Judge critical of delay in revamping challenge to sanctions lawBy Howard Fischer
Capitol Media Services
PHOENIX — A federal judge said Thursday he may let the state’s new employer sanctions law take effect while he debates its legality.
Neil Wake agreed to schedule a hearing Tuesday on the request by challengers to block enforcement of the law set to take effect Jan. 1. They need the restraining order because it is virtually impossible for Wake to have a full-blown hearing on the legal merits of the statute before then, much less issue a ruling.
The judge said, though, that situation is no one’s fault but the business groups who want the law overturned. Attorney David Selden said if Wake balks, it will have major financial implications for the businesses he represents.
He noted that part of the law requires all firms to sign up with the E-Verify program. That means having the necessary computer equipment and training employees to use it. Selden said that could run $150 million — $1,000 for each of the 150,000 Arizona businesses affected — money he said would be wasted if he eventually gets a court to conclude the statute is unconstitutional. “It’s not in anybody’s interest to have the law go into effect before there’s a ruling,’’ he said.
But Wake pointed out these groups and their lawyers were warned by the Attorney General’s Office in September that they may have sued the wrong parties. At that time, state Solicitor General Mary O’Grady said the proper defendants are the state’s 15 county attorneys, the people actually charged with enforcing the law.
But the business lawyers chose to ignore that warning in challenging the law which allows a judge to suspend or revoke any state licenses of any firm found guilty of knowingly hiring undocumented workers. Wake said that flaw in the legal papers was one reason he threw out their original lawsuit earlier this month.
The business groups filed new legal papers this week — this time suing the county attorneys — while at the same time asking Wake to keep the law from taking effect while he weighs the issue. “The urgency that plaintiffs feel is of their own making,’’ the judge responded Thursday. He said the business groups “have now dissipated the time available for the appropriate defendants to present their case and for the court to deliberate and rule after hearing both sides.’’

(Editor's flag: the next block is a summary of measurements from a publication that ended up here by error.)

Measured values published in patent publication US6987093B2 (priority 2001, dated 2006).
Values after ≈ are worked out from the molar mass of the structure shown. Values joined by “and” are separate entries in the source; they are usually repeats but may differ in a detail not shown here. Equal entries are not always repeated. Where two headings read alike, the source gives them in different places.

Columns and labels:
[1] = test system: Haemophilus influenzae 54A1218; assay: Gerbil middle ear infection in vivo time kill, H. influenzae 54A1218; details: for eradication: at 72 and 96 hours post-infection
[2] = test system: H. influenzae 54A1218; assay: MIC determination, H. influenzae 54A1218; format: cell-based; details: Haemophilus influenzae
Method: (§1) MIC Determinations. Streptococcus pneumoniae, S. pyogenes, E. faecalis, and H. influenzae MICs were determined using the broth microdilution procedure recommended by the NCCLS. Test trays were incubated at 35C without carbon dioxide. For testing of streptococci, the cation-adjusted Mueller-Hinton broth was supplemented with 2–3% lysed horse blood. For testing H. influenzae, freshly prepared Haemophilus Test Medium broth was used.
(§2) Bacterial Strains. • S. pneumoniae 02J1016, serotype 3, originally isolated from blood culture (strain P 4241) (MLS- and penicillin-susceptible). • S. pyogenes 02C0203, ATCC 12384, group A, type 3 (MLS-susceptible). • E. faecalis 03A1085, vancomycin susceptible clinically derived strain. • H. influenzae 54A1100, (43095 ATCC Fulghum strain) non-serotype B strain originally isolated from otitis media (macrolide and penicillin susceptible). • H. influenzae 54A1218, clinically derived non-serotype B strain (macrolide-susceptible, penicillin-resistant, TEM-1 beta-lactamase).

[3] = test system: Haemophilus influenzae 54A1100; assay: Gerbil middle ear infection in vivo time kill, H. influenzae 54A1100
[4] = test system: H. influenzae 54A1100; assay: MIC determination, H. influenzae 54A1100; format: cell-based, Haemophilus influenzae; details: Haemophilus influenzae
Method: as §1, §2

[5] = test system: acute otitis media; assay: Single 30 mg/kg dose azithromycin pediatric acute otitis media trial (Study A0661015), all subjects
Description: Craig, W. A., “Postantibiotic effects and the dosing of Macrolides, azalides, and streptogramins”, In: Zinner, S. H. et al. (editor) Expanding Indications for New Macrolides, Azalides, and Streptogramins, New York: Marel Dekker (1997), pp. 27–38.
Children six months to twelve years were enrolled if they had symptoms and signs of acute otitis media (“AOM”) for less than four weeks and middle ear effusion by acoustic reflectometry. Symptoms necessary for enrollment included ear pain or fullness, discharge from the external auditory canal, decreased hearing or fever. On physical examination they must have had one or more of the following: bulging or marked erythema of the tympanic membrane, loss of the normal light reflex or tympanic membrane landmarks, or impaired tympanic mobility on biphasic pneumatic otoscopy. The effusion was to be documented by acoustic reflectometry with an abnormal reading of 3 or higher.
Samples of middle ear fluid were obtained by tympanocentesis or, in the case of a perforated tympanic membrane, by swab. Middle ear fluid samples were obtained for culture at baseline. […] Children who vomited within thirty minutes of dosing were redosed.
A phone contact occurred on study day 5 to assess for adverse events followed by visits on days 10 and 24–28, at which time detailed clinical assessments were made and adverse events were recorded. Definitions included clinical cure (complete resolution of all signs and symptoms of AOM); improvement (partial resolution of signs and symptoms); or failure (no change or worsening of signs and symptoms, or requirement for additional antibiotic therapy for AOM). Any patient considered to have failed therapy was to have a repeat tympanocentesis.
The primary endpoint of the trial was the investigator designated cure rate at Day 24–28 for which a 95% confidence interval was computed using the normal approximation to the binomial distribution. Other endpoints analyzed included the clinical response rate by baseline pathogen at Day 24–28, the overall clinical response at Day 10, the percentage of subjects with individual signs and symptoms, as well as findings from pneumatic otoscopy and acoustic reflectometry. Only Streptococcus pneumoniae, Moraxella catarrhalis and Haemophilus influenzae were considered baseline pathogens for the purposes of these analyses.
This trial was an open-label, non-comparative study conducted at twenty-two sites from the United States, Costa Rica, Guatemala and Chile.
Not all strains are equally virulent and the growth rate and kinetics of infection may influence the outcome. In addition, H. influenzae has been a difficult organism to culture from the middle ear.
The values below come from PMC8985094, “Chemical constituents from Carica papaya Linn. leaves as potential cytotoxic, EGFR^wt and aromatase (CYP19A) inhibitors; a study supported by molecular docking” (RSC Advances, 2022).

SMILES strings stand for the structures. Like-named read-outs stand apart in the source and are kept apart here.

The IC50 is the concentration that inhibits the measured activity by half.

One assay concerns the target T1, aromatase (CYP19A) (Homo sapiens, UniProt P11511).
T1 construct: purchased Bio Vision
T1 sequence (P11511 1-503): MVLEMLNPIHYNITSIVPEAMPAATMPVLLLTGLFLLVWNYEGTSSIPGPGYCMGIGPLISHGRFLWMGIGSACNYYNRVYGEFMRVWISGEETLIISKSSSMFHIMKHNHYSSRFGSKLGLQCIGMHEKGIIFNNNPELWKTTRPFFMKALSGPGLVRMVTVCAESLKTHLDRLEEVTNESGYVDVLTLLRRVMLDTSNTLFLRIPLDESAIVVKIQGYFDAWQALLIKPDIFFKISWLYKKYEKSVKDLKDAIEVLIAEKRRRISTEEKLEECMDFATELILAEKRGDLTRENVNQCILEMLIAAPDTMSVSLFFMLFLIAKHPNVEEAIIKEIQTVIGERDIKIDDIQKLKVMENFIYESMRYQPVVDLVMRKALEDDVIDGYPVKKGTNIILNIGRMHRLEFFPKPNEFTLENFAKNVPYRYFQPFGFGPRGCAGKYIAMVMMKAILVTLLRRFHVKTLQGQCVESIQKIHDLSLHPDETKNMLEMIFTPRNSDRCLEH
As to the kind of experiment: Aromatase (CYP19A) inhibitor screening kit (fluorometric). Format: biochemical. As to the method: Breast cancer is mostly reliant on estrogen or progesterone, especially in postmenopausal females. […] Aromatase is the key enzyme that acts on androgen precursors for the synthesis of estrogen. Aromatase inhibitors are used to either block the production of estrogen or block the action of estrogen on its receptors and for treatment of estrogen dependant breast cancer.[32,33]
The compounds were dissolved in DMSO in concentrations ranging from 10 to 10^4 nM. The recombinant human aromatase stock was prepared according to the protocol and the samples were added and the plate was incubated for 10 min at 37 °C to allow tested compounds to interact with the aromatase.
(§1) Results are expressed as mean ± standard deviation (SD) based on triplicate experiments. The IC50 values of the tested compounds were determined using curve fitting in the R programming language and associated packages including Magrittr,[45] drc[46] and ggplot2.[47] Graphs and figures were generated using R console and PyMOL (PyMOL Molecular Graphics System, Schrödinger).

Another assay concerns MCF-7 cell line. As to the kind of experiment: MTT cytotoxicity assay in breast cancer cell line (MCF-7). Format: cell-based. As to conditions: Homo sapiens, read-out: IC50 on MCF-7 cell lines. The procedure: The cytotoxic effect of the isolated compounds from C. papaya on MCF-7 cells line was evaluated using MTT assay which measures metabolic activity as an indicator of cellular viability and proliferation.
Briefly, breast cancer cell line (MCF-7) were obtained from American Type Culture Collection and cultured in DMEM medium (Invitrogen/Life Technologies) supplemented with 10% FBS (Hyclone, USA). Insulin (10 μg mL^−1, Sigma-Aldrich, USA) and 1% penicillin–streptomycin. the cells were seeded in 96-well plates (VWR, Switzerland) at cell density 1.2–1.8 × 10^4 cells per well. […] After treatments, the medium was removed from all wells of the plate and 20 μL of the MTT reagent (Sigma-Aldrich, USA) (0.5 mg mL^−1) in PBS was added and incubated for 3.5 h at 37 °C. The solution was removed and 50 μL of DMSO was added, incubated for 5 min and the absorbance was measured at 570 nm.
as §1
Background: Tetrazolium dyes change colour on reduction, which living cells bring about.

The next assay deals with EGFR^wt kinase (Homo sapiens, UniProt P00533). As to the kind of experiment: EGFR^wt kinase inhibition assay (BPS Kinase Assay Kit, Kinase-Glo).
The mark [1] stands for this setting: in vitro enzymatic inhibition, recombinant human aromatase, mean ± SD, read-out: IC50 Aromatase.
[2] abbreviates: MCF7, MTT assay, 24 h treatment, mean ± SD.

Selden said he didn’t sue the 15 county attorneys because he didn’t think it was necessary. But he also said there was a “strategic decision’’ to keep the case simple and more efficient.
But Wake said if a “tactical decision’’ by lawyers of how to pursue litigation results in a delay, that decision “evidences a lack of diligence and is grounds for denial’’ of a restraining order.
Selden said the county attorneys may want to support his request for the restraining order.
He said counties — unlike the state — are not immune to lawsuits in federal court seeking financial damages. And Selden said businesses could seek to recover that $150 million in costs if the law eventually is voided.
The battle over whether to stay enforcement of the law comes as another group of plaintiffs involved in the original cause also filed their own new lawsuit asking Wake to void the law — and their own request for a temporary restraining order.
Attorneys representing Valle del Sol, Chicanos Por La Causa and Somos America presented their own arguments about why they believe the law is illegal.
But their contentions center not on the harm to companies who are being forced to comply with the law but on arguments that employers, who fear being punished under the new law, will be less likely to hire minorities and foreign born workers — individuals to whom they provide services — who actually are legally entitled to work in this country.